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Consensus Statement |

Prevention of a First Stroke A Review of Guidelines and a Multidisciplinary Consensus Statement From the National Stroke Association

Philip B. Gorelick, MD, MPH; Ralph L. Sacco, MD; Don B. Smith, MD; Mark Alberts, MD; Lisa Mustone-Alexander, MPH, PA; Dan Rader, MD; Joyce L. Ross, MSN; Eric Raps, MD; Mark N. Ozer, MD; Lawrence M. Brass, MD; Mary E. Malone, MA, MSN; Sheldon Goldberg, MD; John Booss, MD; Daniel F. Hanley, MD; James F. Toole, MD; Nancy L. Greengold, MD, MBA; David C. Rhew, MD
JAMA. 1999;281(12):1112-1120. doi:10.1001/jama.281.12.1112.
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Objective To establish, in a single resource, up-to-date recommendations for primary care physicians regarding prevention strategies for a first stroke.

Participants Members of the National Stroke Association's (NSA's) Stroke Prevention Advisory Board and Cedars-Sinai Health System Department of Health Services Research convened on April 9, 1998, in an open meeting. The conference attendees, selected to participate by the NSA, were recognized experts in neurology (9), cardiology (2), family practice (1), nursing (1), physician assistant practices (1), and health services research (2).

Evidence A literature review was carried out by the Department of Health Services Research, Cedars-Sinai Health System, Los Angeles, Calif, using the MEDLINE database search for 1990 through April 1998 and updated in November 1998. English-language guidelines, statements, meta-analyses, and overviews on prevention of a first stroke were reviewed.

Consensus Process At the meeting, members of the advisory board identified 6 important stroke risk factors (hypertension, myocardial infarction [MI], atrial fibrillation, diabetes mellitus, blood lipids, asymptomatic carotid artery stenosis), and 4 lifestyle factors (cigarette smoking, alcohol use, physical activity, diet).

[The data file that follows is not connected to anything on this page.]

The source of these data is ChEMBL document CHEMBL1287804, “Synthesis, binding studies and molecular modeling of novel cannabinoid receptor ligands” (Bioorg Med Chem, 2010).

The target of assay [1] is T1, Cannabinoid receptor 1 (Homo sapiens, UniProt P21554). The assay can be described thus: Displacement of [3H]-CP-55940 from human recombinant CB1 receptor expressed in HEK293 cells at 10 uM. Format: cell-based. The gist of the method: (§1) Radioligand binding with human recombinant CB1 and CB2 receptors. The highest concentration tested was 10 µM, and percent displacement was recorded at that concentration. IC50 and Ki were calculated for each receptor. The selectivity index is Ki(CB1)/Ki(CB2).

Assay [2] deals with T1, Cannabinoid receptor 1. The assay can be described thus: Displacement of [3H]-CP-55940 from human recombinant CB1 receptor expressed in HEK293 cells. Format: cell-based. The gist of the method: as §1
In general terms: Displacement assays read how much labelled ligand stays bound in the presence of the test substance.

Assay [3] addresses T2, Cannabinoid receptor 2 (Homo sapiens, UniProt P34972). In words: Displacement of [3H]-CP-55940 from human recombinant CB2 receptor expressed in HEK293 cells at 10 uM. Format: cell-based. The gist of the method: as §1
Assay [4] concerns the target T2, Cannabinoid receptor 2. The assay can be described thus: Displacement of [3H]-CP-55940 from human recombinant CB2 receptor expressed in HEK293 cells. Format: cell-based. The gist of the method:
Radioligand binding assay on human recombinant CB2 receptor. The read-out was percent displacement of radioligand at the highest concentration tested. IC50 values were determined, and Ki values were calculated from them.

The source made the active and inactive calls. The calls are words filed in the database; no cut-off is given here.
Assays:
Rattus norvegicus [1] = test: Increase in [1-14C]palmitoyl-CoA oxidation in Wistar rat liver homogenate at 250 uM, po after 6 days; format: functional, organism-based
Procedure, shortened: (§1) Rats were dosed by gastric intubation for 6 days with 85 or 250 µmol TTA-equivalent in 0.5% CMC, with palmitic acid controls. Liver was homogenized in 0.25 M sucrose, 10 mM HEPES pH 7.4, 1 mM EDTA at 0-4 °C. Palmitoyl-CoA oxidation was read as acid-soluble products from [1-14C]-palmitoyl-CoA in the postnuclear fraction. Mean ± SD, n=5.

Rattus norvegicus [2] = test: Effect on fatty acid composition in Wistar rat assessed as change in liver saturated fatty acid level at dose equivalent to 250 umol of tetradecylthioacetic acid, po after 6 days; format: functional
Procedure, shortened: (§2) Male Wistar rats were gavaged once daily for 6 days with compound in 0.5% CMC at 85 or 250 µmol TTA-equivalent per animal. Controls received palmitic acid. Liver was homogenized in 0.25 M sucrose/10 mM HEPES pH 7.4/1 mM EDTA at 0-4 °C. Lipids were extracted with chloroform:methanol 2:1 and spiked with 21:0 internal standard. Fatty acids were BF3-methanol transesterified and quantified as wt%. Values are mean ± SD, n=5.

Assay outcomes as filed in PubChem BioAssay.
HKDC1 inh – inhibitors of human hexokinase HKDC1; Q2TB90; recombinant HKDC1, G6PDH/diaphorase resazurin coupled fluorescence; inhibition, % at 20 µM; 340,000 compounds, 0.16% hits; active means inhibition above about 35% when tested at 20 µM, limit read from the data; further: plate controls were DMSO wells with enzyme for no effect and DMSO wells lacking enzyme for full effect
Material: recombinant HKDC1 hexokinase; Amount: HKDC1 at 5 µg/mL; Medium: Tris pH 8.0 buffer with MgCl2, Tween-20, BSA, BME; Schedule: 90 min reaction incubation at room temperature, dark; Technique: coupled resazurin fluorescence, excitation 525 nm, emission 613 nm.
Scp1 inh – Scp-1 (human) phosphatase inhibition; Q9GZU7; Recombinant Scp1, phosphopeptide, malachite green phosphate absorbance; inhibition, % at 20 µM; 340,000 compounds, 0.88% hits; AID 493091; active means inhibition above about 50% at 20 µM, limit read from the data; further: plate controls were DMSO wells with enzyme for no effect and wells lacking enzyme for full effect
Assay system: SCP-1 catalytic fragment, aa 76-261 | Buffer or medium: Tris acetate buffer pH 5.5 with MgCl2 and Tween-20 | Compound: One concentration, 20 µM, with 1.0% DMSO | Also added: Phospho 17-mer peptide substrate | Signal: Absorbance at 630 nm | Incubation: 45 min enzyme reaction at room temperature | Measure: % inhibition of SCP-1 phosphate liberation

Conclusions Several interventions that modify well-documented and treatable cardiovascular and cerebrovascular risk factors can reduce the risk of a first stroke. Good evidence for direct stroke reduction exists for hypertension treatment; using warfarin for patients after MI who have atrial fibrillation, decreased left ventricular ejection fraction, or left ventricular thrombus; using 3-hydroxy-3 methylglutaryl coenzyme A (HMG-CoA) reductase inhibitors for patients after MI; using warfarin for patients with atrial fibrillation and specific risk factors; and performing carotid endarterectomy for patients with stenosis of at least 60%. Observational studies support the role of modifying lifestyle-related risk factors (eg, smoking, alcohol use, physical activity, diet) in stroke prevention. Measures to help patients improve adherence are an important component of a stroke prevention plan.

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The American Medical Association is accredited by the Accreditation Council for Continuing Medical Education to provide continuing medical education for physicians. The AMA designates this journal-based CME activity for a maximum of 1 AMA PRA Category 1 CreditTM per course. Physicians should claim only the credit commensurate with the extent of their participation in the activity. Physicians who complete the CME course and score at least 80% correct on the quiz are eligible for AMA PRA Category 1 CreditTM.
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